• Edging ever closer to yellow, will Rigoberto Uran once again be a protagonist today? (Getty Images)Source: Getty Images
“Never has such a short format been on the menu since half-stages disappeared.” Ever since he took the top job, it’s all part of the spice race director Christian Prudhomme is trying to inject back into Le Tour.
Cycling Central
14 Jul 2017 - 1:50 PM 

Have you ever seen anything like it?

There’s just 36.5 kilometres of individual time trials in this year’s race (the second and final TT comes on the penultimate day, in Marseille) and no team time trial. Other than the romp along the Champs-Élysées, the thirteenth leg is the only en ligne stage under 150 kilometres. Though Prudy hasn’t just trimmed the length - he’s taken the clippers and given it a ‘number one’ all over! It’s an army-style haircut for what is expected to be a wild war on wheels.

Froome's failure on final slope sets stage for thrilling Tour finale
Chris Froome's failure to hang on in the final stretch of Thursday's 12th stage of the Tour de France has set the stage for a nail-biting finale, as his main rivals have sensed a weakness in the defending champion.

The shortest Tour stage in the last 30 years, this Bastille Day extravaganza has chaos written all over it. Of course, the peloton could be completely knackered after yesterday’s Pyrenean sufferfest and quickly establish an entente cordiale till the Alps. But those reeling after Thursday should be precisely the ones placed under the hammer...

Mountain passes & hills
Km 31.0 - Col de Latrape (1 110 m): 5.6 kilometre-long climb at 7.3% - category 1
Km 46.5 - Col d'Agnes (1 570 m): 10 kilometre-long climb at 8.2% - category 1
Km 74.0 - Mur de Péguère (1 375 m): 9.3 kilometre-long climb at 7.9% - category 1

In terms of climbing, from Sérac d'Ustou, the peloton will first negotiate the longer though slightly less steep side of the Col de Latrape, containing pinches of 14.7 percent. Once crested, a quick 5.5km descent to Aulus-les-Bains follows before the second Pyrenean climb of the Col d’Agnes begins, boasting an average of 8.2 per cent gradient with the steepest sections at 10.6 per cent.

From the top of the Agnes there’s almost 20km of descending, so expect some regrouping before the sting in the tail comes with the start of barely-used Mur de Péguère. The climb from Massat is nearly half as short as that from the direction of Foix but it’s far more difficult, the bike path-narrow section after the Col des Caougnous having stretches exceeding 18 per cent.

First traversed in the 2008 Tour, the Péguère was used most recently in the 2012 edition and for the first time as a categorised ascent. Part of the fourteenth leg, it was also tackled from Massat with the stage ending in Foix, though at 191km the day was almost twice as long. (For the top riders, today’s stage should be done in well under three hours.) 50km in, an eleven-man escape formed that was whittled to five on the slopes of the Péguère; attacking 11.5km out from Foix, Luis León Sánchez claimed a solo win over Peter Sagan, who, on a day his rivals were left behind, was on a mission to mop up more points. (And would later earn the first of five consecutive maillots verts.)

However, it was the histrionics of some saboteurs that grabbed the majority of headlines, with carpet tacks at the summit wreaking havoc on the peloton behind. It was estimated there were around thirty punctures that included defending champion Cadel Evans, and Robert Kiserlovski and Levi Leipheimer both crashed as a result, the former breaking his collarbone. Race leader Bradley Wiggins called a truce on the descent, who changed bikes as a precaution - although that didn’t stop Pierre Rolland attacking anyway, eventually reeled back in and chastised by his peers, for which he later apologised. Tut-tut, Pierre! Ah, those unwritten rules of the road...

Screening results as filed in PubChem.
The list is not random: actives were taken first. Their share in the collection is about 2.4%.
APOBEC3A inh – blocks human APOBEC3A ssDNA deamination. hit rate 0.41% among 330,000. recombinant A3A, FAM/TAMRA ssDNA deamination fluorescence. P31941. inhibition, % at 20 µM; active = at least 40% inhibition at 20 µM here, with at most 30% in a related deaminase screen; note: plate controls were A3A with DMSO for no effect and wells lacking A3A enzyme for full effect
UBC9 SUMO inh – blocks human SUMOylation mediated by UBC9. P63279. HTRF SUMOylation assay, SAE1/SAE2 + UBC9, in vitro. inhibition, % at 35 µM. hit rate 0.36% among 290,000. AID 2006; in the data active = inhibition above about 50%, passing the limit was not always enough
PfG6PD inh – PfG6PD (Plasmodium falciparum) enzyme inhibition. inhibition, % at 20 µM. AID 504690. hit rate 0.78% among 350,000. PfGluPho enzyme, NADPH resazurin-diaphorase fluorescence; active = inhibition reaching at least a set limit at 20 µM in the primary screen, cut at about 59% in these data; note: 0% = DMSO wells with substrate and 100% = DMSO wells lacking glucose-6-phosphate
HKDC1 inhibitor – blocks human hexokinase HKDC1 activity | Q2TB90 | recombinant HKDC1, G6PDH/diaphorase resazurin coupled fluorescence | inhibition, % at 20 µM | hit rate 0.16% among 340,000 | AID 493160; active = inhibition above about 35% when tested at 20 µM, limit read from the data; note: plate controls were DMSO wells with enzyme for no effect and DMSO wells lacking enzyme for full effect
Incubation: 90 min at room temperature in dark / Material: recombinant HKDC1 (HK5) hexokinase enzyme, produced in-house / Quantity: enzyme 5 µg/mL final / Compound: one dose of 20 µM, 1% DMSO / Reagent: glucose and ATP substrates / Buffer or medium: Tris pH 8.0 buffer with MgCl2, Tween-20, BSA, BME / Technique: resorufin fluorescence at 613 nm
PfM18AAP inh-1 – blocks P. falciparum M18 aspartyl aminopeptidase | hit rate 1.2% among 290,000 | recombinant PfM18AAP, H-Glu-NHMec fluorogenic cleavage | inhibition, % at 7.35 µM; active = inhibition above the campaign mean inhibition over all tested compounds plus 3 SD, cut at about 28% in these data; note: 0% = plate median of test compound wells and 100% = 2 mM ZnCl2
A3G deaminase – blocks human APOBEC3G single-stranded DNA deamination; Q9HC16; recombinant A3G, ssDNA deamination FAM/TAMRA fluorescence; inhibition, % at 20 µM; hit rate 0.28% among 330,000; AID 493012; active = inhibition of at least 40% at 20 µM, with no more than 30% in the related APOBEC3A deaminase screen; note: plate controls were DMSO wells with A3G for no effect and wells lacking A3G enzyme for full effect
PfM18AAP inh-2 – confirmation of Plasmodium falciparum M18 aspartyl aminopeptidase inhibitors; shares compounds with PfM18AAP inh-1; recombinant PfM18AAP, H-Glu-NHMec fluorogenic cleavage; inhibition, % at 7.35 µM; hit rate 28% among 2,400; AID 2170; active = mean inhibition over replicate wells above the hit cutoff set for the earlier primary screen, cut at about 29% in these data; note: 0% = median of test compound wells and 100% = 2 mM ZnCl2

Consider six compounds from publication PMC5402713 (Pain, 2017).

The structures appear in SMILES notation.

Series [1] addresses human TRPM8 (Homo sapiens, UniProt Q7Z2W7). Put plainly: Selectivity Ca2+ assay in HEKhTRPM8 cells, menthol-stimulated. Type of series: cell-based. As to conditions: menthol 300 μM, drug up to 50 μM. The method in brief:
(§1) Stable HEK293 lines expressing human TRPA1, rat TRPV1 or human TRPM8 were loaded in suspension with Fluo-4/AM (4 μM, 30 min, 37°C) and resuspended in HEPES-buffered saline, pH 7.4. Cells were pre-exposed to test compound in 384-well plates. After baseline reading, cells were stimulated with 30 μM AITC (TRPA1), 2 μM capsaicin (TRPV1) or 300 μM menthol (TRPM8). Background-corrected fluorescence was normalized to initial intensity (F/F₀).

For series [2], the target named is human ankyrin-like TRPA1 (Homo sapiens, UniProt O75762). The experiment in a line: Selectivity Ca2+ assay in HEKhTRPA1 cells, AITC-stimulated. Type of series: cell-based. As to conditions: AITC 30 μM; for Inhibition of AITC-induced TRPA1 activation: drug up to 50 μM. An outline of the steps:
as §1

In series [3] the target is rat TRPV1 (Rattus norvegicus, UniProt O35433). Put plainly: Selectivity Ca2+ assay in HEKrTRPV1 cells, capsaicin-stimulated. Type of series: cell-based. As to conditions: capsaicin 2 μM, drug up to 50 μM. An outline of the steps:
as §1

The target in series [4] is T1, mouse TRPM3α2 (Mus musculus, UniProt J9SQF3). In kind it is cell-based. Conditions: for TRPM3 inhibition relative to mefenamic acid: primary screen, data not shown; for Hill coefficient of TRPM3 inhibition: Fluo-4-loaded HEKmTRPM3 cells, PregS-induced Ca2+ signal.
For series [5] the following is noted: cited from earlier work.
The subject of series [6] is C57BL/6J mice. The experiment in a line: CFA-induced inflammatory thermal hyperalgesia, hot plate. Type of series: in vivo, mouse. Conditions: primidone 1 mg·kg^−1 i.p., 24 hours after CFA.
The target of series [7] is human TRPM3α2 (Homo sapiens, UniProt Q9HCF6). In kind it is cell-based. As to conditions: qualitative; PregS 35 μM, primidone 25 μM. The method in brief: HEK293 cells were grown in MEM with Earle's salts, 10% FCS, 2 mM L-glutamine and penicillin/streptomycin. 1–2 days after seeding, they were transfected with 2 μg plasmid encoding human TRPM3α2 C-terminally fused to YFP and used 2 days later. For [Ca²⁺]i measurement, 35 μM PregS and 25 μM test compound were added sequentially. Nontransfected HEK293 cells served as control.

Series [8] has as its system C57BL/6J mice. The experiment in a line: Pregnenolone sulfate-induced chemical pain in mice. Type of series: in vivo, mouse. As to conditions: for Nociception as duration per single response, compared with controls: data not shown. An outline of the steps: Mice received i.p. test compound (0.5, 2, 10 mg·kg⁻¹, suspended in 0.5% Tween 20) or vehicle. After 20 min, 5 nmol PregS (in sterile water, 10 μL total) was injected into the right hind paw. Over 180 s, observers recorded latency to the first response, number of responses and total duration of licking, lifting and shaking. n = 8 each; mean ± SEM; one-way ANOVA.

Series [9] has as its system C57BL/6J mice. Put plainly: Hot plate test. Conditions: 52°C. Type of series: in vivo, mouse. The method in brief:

“We condemn this irresponsible and dangerous behaviour,” read an ASO statement issued later that evening, “which amounts to an attempt to harm the physical integrity of the riders and the smooth functioning of the race.”

The public prosecutor in Foix opened a preliminary investigation into the incident, later taken over by special branch from the Toulouse and Saint Girons gendarmerie.

Alas, those tacky saboteurs were never found...

Yesterday we saw Team Sky’s Chris Froome vulnerable and perhaps not at his previous Tour-winning best, relinquishing the maillot jaune to Fabio Aru (Astana). Will this be a day he bounces back - or is it a sign of things to come?

Froome shows fallibility at the Tour de France
The sight of the defending champion unable to sprint directly against his chief rivals in the closing kilometres of stage 12 changed the script and enlivened scribes in the Pyrenees.

Christian Prudhomme, Tour de France race director, says:
“Precisely one hundred. In terms of kilometres, never has such a short format been on the menu of the Tour since half-stages disappeared. It'll be a total contrast compared to what the riders witnessed on the previous day, but the terrain will be just as favourable for, I hope, audacious initiatives. Dynamism linked to distance will be joined by a degree of difficulty in the climbs: the Col de Latrape followed by the Col d'Agnes, then finally the Mur de Péguère and its gradients that can reach 18 per cent.”

Finish line: Allée de Villote, at the end of a 180m finishing straight. Width: 5.50m.

Weather: 22°C and mostly sunny at start, 0% precipitation, 60% humidity, wind 9km/h NNW; 25°C and partly sunny at finish, 0% precipitation, 42% humidity, wind 11km/h NNW.

Who will win Stage 13 of the 2017 TdF?
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